Friday, January 15, 2010

Punishermax #1-3 by Jason Aaron and Steve Dillon

I have to admit that I like the bizarre naming conventions of mainstream super-hero comics that Tom Spurgeon makes fun of. "Punishermax" isn't as gloriously, needlessly confusing and baroque as, say, Final Crisis Aftermath Dance, but there's still something off about it. For one thing, shouldn't the "Max" Punisher title be the one where he's running around as a Frankenstein monster killing zombies? So far, this is much more like Punishermin or Punishercomparativelylowkey.

Punishermax is the follow up to Marvel's MAX-imprint Punisher series, written first by Garth Ennis and titled The Punisher MAX, which changed to The Punisher: Frank Castle MAX after Ennis left and Duane Swierczynski took over.* Jason Aaron's brief seems to be to MAX-ify certain elements of the Marvel U that Ennis had left out of his MAX stories. (As far as I know, the only Marvel U character in Ennis' MAX series was Nick Fury, but I could be missing someone). First up, the Kingpin.

So far, this is a "just OK" Punisher comic: there's nothing revelatory about it. Unlike Ennis' work, I doubt this has the power to convert doubters into Punisher fans. Aaron's take on Frank Castle is pretty standard and what he's doing with Wilson Fisk a.k.a. the Kingpin seems like retcon-101. Part of the appeal of crazy-ass super-hero comic villains is that they are larger than life, so making a more "realistic" version of the Kingpin undercuts the character and turns him into a much more conventional crime fiction bad guy. The original villains Ennis created for his Punisher MAX series were more copelling and had a lot more personality than what's on display here.

And though I like Steve Dillon's work in general (he is one of the few "mainstream" artists for whom I've stood in line to get a sketch and signature), his work here reminds me too strongly of the pre-MAX Marvel Knights Punisher series he did with Ennis, which was heavy on slapstick, splatterstick, and jokey black comedy. Dillon's deadpan style is perfect for that kind of over-the-top take on the concept, but when combined with Aaron's understated, more conventional approach it becomes a bit underwhelming. Dillon and Aaron both put all the pieces in the right place, but the picture that emerges isn't (yet) that compelling.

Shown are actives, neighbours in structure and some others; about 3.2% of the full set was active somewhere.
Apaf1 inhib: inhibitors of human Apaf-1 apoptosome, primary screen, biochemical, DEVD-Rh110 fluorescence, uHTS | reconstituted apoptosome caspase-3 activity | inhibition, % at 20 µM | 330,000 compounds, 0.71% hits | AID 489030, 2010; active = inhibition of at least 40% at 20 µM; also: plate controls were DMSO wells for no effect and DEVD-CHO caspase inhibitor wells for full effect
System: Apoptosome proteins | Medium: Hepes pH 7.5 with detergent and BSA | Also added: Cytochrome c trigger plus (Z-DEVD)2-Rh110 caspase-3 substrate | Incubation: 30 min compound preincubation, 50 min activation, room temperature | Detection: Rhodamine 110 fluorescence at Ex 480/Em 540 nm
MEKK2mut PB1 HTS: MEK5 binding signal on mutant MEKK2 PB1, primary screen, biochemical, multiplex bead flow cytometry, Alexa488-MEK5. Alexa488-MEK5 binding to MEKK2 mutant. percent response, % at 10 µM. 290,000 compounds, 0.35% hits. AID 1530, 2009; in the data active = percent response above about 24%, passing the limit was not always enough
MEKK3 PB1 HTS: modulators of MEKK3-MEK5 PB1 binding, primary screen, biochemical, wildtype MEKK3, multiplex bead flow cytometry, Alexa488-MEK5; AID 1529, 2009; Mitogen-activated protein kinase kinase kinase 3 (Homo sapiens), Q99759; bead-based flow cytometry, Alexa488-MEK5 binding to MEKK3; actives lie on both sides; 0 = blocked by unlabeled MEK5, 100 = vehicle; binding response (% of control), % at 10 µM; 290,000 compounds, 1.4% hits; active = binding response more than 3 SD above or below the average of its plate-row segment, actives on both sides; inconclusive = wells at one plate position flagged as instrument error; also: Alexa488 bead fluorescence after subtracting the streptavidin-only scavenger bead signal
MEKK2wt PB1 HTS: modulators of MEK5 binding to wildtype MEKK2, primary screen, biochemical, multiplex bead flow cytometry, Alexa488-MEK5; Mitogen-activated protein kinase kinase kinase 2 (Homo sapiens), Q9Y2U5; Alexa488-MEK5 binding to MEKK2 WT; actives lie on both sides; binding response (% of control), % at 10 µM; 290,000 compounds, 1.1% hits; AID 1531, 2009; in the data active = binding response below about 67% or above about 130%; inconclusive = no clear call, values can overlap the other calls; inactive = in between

*Gregg Hurwitz also wrote five issues in between Ennis and Swierczynski.

Monday, January 11, 2010

Screening Log: December 2009 and Early January 2010

(500) Days of Summer (Marc Webb, 2009) (v) * - You know how sometimes people complain that film critics can't enjoy movies because they watch too many of them? In general, I think that's a bogus complaint, but, here, specifically, I think that I would probably have enjoyed this movie a lot more had I not spent the last year catching up with Hong Sang-soo's very clear-eyed relationship movies and trying to watch the rest of the Rohmer films I still needed to see. That's probably completely unfair to this movie, but, as I think about it, it's much less unfair to compare this to Annie Hall, and when a Woody Allen movie feels less self-involved and self-indulgent, well... Anyway, the leads are definitely charming and there are some very nice moments (hence the one star rating). I can definitely see why this is a breath of fresh air for audiences who are more or less resigned to stuff like He's Just Not That Into You, but it just didn't do it for me.

State of Play (Kevin MacDonald, 2009) (v) ** - A modest political thriller, with a lot going for it, and, thankfully, no big point to make, although I suspect it's depiction of "how journalism works" is more-or-less b.s. If movies were still made like they were in 1955, Phil Karlson could have turned this into a B-movie classic. Instead, in MacDonald's hands, it's an A-picture that happens to be a lot less bloated than it could have been. This is my favorite Russell Crowe performance in quite some time, and the supporting cast is also pretty strong (even though Rachel McAdams continues to not bring much to the table).

Taking Woodstock (Ang Lee, 2009) (v) ** - A modest comedy/personal memoir that would make a nice double-bill with A Serious Man. Demetri Martin is a good performer, but not an actor, so the scenes requiring him to do more than give a funny line reading have a hole in their center. But there are enough other, interesting observations around the edges to make up for that.